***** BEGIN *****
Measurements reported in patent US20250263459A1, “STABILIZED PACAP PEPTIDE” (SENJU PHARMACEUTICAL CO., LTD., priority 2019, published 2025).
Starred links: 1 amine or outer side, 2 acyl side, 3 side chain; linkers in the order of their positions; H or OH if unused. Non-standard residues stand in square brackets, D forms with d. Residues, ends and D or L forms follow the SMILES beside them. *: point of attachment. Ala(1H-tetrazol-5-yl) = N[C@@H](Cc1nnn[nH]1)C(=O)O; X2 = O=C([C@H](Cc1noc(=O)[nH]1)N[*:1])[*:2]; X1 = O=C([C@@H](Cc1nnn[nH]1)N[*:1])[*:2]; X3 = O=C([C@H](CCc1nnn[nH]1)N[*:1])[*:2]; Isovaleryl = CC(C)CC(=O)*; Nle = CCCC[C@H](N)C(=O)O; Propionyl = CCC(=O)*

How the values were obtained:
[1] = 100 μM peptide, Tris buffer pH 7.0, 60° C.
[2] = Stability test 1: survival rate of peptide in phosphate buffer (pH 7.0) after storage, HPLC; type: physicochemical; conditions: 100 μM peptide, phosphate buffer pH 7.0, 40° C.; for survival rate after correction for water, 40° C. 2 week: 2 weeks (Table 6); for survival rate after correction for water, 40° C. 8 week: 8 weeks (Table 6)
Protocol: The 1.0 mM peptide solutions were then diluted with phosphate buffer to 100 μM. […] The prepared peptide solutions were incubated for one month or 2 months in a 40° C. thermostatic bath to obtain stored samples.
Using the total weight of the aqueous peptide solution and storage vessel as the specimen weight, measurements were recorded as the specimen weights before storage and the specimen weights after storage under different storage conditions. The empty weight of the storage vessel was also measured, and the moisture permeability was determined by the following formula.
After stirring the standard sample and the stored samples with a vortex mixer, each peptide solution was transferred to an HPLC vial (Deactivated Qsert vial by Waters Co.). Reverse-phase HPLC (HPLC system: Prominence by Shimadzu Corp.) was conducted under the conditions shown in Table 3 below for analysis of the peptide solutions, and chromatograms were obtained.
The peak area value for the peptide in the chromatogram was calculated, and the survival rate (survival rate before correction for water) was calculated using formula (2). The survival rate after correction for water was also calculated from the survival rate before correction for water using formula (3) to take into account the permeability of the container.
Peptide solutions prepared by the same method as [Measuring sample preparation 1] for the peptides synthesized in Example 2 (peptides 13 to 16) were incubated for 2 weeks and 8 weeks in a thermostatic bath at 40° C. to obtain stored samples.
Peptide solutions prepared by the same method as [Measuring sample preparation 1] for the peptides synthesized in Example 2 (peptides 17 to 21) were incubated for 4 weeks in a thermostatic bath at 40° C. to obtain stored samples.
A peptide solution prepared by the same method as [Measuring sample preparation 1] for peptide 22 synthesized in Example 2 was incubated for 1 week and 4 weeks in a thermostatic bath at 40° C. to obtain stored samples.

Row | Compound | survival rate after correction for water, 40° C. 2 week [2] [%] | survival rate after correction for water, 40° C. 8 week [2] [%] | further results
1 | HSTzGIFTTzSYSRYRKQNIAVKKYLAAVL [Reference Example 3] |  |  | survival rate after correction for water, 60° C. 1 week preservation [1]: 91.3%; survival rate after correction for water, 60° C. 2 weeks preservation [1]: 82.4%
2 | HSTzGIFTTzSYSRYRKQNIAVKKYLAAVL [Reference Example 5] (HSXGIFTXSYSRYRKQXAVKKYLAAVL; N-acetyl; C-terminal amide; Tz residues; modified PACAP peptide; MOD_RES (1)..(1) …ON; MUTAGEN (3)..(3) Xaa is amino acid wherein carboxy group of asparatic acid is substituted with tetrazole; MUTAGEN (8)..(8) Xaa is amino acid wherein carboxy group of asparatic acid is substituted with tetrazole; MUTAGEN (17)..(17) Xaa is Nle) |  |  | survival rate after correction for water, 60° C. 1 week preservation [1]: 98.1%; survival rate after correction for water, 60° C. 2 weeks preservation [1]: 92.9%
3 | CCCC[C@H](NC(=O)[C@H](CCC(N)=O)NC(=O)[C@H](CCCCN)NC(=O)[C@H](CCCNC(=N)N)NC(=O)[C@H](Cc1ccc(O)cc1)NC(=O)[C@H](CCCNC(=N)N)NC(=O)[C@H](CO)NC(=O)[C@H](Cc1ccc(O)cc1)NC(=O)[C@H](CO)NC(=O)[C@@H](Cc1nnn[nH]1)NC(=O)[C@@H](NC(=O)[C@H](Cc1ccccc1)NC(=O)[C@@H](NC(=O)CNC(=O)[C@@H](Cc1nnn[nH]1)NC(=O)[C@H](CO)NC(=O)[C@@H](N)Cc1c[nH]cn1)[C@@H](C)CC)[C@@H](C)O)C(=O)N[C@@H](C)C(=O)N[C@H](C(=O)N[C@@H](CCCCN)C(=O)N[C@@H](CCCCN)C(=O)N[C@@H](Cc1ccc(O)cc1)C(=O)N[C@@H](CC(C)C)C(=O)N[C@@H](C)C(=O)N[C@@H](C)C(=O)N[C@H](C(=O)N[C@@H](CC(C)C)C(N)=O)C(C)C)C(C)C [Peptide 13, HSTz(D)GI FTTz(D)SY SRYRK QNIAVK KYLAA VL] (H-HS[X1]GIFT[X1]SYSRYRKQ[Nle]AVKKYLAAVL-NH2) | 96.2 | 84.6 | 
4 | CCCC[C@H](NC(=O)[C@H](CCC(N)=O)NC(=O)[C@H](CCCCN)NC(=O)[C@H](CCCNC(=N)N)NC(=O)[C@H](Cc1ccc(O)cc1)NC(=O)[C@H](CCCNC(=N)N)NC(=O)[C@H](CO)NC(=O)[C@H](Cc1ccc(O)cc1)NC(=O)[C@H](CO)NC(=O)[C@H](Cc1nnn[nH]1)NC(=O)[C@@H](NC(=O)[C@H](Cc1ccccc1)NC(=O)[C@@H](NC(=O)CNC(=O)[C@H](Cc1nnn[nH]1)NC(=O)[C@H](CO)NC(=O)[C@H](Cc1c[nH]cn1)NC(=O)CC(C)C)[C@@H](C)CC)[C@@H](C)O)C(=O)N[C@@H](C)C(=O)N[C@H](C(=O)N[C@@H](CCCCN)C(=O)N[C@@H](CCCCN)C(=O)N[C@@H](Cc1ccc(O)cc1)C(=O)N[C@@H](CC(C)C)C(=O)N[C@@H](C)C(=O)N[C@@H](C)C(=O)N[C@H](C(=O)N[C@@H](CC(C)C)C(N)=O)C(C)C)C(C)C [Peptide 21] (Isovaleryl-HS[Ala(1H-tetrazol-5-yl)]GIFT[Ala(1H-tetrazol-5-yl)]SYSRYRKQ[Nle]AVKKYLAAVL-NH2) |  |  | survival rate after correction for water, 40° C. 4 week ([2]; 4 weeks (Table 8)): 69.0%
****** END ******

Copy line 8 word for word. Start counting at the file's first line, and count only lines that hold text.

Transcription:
After stirring the standard sample and the stored samples with a vortex mixer, each peptide solution was transferred to an HPLC vial (Deactivated Qsert vial by Waters Co.). Reverse-phase HPLC (HPLC system: Prominence by Shimadzu Corp.) was conducted under the conditions shown in Table 3 below for analysis of the peptide solutions, and chromatograms were obtained.